Rob Kutner: Ironically the Oscars came right after the resolution of the 2007-2008 strike. Some say it might have even helped (as the studios didn’t want to have embarrassing protests at the event). So we came back to work on the Daily Show with Jon Stewart, and a week later we were off to LA to write his jokes as host of the Oscars!

You’ve lived in some pretty diverse places like St. Petersburg Russia, Jerusalem, and even faced deportation from Uzbekistan. How have these experiences influenced your writing and creativity?

Rob Kutner: Have you been tailing me, Emma!?! I think getting outside one’s home country/culture completely reboots your perspective on how people are, and interact, and what’s really “essential” in contrast to the stupid crap we get all worked up about in our day-to-day bubble.

I think this is part of why sometimes my projects take such wild swings from unusual perspectives. At the very least, I’m trying to use creativity and comedy to burst people out of their own bubbles.

You attended San Diego Comic-Con this year, can you speak a bit on the evolution you’ve seen with that convention over the years? Obviously with the SAG and WGA strikes in place, this year was considerably different – but the film and television presence there has seemed to be declining, even before Covid. Do you think we might see it returning to more of its roots in the future?

Rob Kutner: The studio presence has indeed been pulling back, as Disney/Marvel seem to want to focus on their own launch events like D23. However, this year all the big events featuring SAG actors (panels, teases, etc.) were cut down or eliminated. So more people were on the convention floor buying books and comics. It was a bonanza year for small press and indies, which is awesome. Let’s hope it get backs to being more of an actual, y’know, comic-con.

Snot Goblins and Other Tasteless Tales

What’s your inspiration for your horror-comedy kids’ anthology, “Snot Goblins and Other Tasteless Tales“? And what can readers expect from it?

Rob Kutner: My kids and I have particularly enjoyed the Goosebumps and Captain Underpants/Dog Man books, so I was drawn toward combining those sensibilities I love the idea of making kids laugh by indulging in the “forbidden” areas of gross bodily stuff, to give them a book that “proper” adult gatekeepers would frown at — but would bring even non-reader kids into the fun of words, pictures, and stories.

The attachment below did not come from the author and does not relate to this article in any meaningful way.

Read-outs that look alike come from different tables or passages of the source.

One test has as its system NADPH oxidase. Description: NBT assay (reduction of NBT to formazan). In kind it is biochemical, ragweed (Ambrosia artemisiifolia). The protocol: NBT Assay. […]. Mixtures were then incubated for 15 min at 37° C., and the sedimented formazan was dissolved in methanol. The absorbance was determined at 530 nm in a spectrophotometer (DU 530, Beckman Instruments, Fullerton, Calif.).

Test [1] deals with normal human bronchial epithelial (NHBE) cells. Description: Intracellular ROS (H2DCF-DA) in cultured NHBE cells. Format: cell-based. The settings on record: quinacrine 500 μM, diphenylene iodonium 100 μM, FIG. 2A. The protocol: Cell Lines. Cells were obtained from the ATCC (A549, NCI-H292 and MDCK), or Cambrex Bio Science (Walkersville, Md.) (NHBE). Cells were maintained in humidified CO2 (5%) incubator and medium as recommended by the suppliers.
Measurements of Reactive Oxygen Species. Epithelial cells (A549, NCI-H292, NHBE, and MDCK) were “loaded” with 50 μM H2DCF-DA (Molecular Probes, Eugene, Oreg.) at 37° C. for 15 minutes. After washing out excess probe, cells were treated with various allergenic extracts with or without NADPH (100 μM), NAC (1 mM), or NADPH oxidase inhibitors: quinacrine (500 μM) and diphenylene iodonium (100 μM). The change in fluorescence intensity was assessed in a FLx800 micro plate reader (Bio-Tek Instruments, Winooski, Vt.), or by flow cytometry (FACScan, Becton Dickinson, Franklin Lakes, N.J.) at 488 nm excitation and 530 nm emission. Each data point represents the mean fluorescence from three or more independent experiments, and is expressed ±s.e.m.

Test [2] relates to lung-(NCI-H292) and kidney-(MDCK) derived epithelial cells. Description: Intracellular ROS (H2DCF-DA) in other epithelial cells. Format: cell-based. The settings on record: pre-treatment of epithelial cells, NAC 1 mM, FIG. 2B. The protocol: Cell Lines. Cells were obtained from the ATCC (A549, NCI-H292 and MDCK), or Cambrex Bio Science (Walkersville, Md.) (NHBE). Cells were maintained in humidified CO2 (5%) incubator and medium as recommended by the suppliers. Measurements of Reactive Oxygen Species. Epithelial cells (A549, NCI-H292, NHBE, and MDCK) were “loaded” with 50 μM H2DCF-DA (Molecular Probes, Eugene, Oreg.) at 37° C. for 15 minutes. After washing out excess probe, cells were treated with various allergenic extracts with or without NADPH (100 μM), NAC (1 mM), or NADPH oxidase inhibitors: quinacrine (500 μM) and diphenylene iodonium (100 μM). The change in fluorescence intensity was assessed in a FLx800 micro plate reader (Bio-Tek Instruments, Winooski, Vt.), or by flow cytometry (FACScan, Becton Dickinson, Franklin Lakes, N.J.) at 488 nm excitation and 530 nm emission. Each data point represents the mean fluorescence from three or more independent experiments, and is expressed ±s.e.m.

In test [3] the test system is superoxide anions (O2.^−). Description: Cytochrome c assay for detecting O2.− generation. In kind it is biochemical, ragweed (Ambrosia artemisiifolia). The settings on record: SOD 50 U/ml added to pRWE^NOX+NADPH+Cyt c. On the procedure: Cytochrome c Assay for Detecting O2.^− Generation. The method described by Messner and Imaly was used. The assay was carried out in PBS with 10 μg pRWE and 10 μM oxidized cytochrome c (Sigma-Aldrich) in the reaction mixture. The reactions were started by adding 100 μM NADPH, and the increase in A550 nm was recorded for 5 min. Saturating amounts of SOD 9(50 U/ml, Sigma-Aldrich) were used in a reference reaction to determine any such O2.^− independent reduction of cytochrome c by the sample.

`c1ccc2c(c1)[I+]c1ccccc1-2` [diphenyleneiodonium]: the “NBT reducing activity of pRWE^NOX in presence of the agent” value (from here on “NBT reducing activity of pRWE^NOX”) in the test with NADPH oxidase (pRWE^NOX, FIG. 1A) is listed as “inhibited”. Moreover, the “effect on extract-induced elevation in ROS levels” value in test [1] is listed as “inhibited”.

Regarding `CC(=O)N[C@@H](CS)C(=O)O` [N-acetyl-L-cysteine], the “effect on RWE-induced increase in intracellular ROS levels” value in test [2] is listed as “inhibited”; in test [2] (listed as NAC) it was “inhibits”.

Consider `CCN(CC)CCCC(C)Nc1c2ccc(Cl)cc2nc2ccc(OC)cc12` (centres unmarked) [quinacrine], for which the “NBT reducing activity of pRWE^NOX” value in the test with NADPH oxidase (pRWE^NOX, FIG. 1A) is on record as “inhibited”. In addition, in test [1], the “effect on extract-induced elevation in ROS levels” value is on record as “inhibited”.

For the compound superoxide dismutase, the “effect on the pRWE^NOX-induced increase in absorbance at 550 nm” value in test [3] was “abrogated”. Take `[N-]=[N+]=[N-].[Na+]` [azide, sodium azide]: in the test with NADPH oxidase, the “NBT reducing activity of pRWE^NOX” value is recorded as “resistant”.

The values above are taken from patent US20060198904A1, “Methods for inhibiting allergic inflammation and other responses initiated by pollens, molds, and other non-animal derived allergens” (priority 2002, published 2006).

Look Out for the Little Guy

You’ve got another book coming out in September that you ghostwrote. What can you tease for us about that release?

Rob Kutner: You may recall that the movie Ant-Man & The Wasp 3: Quantumania opens with Scott Lang retired from superheroing and reading from his memoirs.

Marvel decided to make that a real-life book (Look Out for the Little Guy) and hired me to ghostwrite it “as” Scott Lang. Scott’s name is on the cover, but in the acknowledgments, he thanks me as his “writing coach.” This means, technically, that ya boy is IN THE MCU!

Do you approach projects where you’re ghostwriting differently than you approach other projects? Does the writing process differ at all?

Rob Kutner: Interestingly, after 20 years of channeling the voices of comedians like Jon Stewart and Conan O’Brien, it was a matter of just learning to think like a different yukster, Scott Lang.

What’s next for you?

Rob Kutner: I have another kids’ graphic novel coming out next year, and an animated pilot being made independently (non-WGA-struck), and I hope to be sharing them with you both soon!

For more details on what Rob Kutner has coming up – head over to his website!